D'Amato, Gennaro; Pawankar, Ruby; Vitale, Carolina; Lanza, Maurizia; Molino, Antonio; Stanziola, Anna; Sanduzzi, Alessandro; Vatrella, Alessandro; D'Amato, Maria

    2016-09-01

    A body of evidence suggests that major changes involving the atmosphere and the climate, including global warming induced by anthropogenic factors, have impact on the biosphere and human environment. Studies on the effects of climate change on respiratory allergy are still lacking and current knowledge is provided by epidemiological and experimental studies on the relationship between allergic respiratory diseases, asthma and environmental factors, such as meteorological variables, airborne allergens, and air pollution. Urbanization with its high levels of vehicle emissions, and a westernized lifestyle are linked to the rising frequency of respiratory allergic diseases and bronchial asthma observed over recent decades in most industrialized countries. However, it is not easy to evaluate the impact of climate changes and air pollution on the prevalence of asthma in the general population and on the timing of asthma exacerbations, although the global rise in asthma prevalence and severity could also be an effect of air pollution and climate change. Since airborne allergens and air pollutants are frequently increased contemporaneously in the atmosphere, an enhanced IgE-mediated response to aeroallergens and enhanced airway inflammation could account for the increasing frequency of respiratory allergy and asthma in atopic subjects in the last 5 decades. Pollen allergy is frequently used to study the relationship between air pollution and respiratory allergic diseases, such as rhinitis and bronchial asthma. Epidemiologic studies have demonstrated that urbanization, high levels of vehicle emissions, and westernized lifestyle are correlated with an increased frequency of respiratory allergy prevalently in people who live in urban areas in comparison with people living in rural areas. Climatic factors (temperature, wind speed, humidity, thunderstorms, etc.) can affect both components (biological and chemical) of this interaction.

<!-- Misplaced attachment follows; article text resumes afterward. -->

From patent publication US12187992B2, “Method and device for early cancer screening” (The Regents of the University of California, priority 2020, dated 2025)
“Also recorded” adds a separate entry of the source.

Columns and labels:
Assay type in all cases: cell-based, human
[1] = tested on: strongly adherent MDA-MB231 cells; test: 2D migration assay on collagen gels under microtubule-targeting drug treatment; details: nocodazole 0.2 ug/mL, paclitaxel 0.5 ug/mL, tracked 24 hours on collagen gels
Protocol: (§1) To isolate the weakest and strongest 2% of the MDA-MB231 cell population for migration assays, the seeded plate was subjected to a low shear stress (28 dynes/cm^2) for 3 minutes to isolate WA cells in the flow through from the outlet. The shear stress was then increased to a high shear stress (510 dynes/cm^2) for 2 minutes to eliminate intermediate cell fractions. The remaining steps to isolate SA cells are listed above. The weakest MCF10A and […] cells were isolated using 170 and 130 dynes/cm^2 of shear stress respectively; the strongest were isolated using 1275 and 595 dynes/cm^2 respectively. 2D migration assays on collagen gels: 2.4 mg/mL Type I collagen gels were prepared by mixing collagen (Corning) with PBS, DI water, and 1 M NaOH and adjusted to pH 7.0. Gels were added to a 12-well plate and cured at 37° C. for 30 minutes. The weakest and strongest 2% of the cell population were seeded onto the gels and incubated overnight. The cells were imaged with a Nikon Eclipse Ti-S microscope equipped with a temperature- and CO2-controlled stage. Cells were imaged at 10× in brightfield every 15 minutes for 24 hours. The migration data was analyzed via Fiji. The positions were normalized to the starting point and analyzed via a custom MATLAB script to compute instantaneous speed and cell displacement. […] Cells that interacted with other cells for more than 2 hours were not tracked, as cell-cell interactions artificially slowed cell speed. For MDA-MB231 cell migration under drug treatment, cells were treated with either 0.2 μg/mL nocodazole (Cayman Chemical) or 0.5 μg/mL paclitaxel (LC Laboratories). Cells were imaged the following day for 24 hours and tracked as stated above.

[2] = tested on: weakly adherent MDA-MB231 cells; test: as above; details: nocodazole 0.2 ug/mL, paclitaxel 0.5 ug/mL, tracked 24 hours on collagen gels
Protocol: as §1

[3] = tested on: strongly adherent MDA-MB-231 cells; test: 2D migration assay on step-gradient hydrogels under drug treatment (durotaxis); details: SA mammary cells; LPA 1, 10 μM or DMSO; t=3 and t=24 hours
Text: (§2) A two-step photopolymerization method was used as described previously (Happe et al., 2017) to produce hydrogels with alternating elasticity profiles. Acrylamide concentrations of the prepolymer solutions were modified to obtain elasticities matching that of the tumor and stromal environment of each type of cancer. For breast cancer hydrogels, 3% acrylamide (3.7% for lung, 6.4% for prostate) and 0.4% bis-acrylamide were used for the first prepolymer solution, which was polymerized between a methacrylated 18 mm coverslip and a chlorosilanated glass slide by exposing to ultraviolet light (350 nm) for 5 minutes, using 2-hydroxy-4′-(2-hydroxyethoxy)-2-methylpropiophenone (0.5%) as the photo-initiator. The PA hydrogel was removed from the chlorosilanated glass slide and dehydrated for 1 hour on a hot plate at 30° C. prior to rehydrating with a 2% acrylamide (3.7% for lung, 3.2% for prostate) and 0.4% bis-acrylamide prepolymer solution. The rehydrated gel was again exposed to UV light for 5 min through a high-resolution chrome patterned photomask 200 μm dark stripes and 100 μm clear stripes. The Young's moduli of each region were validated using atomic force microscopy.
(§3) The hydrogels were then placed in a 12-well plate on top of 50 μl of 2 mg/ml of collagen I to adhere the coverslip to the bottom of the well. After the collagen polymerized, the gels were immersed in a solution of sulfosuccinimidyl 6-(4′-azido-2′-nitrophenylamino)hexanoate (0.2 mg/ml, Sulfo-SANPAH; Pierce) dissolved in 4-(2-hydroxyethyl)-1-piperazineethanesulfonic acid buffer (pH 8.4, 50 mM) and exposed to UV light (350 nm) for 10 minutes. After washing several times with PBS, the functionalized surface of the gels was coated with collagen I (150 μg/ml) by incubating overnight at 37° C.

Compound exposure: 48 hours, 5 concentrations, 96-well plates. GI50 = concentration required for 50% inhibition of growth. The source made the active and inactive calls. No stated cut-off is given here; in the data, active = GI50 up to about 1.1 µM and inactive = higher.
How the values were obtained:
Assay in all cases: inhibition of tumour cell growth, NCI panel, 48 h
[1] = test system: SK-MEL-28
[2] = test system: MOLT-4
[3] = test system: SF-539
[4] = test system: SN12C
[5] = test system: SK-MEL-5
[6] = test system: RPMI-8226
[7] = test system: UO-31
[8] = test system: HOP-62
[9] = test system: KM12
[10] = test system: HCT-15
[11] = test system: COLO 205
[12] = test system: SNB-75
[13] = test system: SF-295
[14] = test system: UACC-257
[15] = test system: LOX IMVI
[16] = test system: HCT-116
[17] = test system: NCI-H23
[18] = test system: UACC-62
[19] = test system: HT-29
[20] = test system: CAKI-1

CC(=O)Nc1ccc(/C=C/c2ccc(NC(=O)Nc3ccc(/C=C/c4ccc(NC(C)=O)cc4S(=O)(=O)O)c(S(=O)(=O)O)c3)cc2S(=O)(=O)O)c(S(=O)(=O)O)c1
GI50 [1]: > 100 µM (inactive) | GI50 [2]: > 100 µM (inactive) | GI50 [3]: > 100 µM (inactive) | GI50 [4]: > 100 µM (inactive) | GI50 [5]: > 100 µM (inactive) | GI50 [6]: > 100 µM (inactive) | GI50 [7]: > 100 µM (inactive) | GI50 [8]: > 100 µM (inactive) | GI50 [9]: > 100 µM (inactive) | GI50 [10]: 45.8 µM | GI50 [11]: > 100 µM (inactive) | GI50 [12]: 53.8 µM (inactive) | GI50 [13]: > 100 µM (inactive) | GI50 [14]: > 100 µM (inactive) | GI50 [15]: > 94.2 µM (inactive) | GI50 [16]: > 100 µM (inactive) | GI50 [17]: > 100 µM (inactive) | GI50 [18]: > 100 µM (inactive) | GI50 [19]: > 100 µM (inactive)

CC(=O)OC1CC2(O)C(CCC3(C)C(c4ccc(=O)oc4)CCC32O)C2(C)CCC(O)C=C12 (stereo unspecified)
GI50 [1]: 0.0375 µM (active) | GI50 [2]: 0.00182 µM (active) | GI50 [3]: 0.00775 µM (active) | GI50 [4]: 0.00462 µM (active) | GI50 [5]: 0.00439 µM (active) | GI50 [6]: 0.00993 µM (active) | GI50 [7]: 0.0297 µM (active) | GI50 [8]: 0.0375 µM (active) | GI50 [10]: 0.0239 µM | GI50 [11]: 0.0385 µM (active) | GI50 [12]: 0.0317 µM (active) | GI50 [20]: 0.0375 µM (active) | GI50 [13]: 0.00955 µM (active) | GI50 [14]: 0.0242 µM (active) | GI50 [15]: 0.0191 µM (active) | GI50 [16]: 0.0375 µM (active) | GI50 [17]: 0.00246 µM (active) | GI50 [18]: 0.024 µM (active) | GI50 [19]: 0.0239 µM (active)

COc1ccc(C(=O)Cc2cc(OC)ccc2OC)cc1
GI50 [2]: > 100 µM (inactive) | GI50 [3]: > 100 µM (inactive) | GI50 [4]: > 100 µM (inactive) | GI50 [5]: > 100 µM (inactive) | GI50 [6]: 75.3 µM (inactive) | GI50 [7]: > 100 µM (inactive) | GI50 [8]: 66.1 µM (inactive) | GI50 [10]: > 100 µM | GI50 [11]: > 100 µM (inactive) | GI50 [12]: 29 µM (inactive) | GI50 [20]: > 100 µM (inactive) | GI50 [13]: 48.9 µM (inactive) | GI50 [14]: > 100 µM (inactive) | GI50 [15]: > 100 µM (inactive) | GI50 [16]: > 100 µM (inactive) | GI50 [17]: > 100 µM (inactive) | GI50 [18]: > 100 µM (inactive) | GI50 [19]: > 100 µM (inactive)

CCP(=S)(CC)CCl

3. How to approach the acute respiratory distress syndrome: Prevention, plan, and prudence.

    Science.gov (United States)

    Koh, Younsuck

    2017-05-01